Roy Lichtenstein’s highly acclaimed Surrealist series of the late 1970s demonstrates the artist’s proficiency in the language of modern art. Originating in the 1920s, surrealist artists delved into subconscious realities, stringing together peculiar types of imagery. Although the Surrealist prints copy the manner in which these artworks were created, the pictorial qualities of the sequence are literal rather than symbolical.
Beside pursuing a rereading of past artistic styles, the Surrealist prints invoke outstanding images from Lichtenstein’s own oeuvre. Accordingly, Figures, executed in 1978, suggests an abundance of referential meanings. The composition is firstly anchored in wildly opposing surrealist, cubist and abstract forms. In addition, Lichtenstein also integrates an icon borrowed from his concurrent American Indian series.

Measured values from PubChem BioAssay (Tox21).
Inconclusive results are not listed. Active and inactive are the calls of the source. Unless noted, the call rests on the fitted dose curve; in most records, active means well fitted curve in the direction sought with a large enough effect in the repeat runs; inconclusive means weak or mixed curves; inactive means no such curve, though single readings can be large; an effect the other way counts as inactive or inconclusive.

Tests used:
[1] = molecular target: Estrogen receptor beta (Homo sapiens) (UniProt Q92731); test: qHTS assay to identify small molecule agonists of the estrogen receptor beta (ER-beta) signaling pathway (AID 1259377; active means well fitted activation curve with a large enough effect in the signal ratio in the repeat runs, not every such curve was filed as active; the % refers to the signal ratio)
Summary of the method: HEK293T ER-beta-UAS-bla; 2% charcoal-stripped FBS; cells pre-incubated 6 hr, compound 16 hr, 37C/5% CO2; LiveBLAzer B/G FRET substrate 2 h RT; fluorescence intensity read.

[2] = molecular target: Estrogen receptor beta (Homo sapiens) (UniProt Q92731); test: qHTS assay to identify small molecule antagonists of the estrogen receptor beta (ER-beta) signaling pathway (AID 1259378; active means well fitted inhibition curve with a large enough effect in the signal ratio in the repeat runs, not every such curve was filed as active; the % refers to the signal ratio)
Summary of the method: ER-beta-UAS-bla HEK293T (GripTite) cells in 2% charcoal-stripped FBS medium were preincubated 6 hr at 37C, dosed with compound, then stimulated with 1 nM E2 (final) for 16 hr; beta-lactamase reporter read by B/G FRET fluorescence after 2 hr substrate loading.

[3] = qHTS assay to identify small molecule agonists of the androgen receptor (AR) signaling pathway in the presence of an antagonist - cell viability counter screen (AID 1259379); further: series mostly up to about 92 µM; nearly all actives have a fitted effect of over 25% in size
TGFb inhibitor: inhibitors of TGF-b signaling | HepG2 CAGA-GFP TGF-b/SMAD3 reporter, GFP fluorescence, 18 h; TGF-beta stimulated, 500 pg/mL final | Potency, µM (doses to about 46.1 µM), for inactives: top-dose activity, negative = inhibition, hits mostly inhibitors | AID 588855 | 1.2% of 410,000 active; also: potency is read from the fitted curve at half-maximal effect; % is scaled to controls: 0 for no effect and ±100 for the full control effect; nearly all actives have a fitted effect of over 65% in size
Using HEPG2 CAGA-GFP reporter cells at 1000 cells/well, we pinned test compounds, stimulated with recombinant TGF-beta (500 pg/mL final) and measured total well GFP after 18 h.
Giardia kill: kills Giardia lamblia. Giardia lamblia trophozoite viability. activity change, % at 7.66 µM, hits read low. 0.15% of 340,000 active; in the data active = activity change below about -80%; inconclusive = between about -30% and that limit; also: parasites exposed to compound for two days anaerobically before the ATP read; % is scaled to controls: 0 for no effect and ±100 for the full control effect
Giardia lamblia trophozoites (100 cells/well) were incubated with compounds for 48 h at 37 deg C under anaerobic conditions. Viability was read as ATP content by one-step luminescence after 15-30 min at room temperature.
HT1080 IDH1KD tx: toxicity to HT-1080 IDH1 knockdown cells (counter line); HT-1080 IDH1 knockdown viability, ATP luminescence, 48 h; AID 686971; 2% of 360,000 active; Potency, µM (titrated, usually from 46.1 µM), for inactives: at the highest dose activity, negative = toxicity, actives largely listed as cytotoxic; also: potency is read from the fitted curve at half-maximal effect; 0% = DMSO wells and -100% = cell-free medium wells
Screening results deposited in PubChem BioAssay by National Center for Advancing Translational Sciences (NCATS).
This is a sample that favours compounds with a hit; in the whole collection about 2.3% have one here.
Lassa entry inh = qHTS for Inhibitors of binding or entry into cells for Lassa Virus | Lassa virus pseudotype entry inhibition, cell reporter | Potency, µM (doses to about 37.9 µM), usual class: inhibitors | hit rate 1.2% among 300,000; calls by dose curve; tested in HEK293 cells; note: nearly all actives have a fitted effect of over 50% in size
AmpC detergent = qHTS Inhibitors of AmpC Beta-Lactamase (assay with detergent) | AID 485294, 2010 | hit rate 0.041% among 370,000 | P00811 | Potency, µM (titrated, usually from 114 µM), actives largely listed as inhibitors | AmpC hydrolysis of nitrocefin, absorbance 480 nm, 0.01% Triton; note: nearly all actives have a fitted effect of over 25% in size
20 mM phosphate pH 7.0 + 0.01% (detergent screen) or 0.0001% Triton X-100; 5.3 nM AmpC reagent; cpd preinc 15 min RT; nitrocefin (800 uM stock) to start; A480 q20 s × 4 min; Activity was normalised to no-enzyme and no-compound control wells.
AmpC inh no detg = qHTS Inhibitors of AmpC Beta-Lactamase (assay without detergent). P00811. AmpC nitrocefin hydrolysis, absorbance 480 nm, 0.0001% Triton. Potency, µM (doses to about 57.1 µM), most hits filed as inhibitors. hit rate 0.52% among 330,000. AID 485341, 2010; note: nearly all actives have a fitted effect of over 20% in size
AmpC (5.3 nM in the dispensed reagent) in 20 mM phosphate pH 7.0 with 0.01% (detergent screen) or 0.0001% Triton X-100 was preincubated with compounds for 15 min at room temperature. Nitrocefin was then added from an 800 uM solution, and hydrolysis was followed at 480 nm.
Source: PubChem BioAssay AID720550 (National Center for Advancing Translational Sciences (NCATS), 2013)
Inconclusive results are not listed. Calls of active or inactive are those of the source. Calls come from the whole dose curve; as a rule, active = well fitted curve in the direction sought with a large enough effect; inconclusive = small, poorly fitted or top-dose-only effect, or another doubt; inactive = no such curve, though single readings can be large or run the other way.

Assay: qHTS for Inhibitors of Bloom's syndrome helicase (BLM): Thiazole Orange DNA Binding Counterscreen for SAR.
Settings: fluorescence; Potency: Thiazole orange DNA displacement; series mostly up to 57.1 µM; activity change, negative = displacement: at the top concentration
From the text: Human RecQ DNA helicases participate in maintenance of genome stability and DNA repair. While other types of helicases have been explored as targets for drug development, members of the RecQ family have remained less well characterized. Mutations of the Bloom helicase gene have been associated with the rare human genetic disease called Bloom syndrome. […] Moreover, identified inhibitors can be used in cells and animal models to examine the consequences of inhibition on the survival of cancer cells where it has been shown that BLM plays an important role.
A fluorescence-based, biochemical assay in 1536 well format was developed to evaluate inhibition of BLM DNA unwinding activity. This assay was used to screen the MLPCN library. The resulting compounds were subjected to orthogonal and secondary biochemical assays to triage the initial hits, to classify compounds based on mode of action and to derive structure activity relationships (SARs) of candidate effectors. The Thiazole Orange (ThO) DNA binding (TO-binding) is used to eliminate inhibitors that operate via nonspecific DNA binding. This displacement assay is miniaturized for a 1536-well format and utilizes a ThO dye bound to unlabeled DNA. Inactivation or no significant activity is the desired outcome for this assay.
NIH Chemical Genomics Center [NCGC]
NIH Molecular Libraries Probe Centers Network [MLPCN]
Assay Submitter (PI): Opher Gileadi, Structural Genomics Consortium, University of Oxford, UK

The artist situates his appropriated black and white faux-wood element in the foreground of the work, commanding in scale and assembled like a jigsaw puzzle. The perplexing cubic sculpture is regarded by a ghostly shape with orange hair, floating far off on the right-hand side of the horizon. A bright yellow abstracted form, akin to a faceless snake, is worming its way across the wooden structure’s base. Ultimately, the three-dimensional monument underscores the otherwise compressed spatial characteristics of Figure’s surrealist landscape.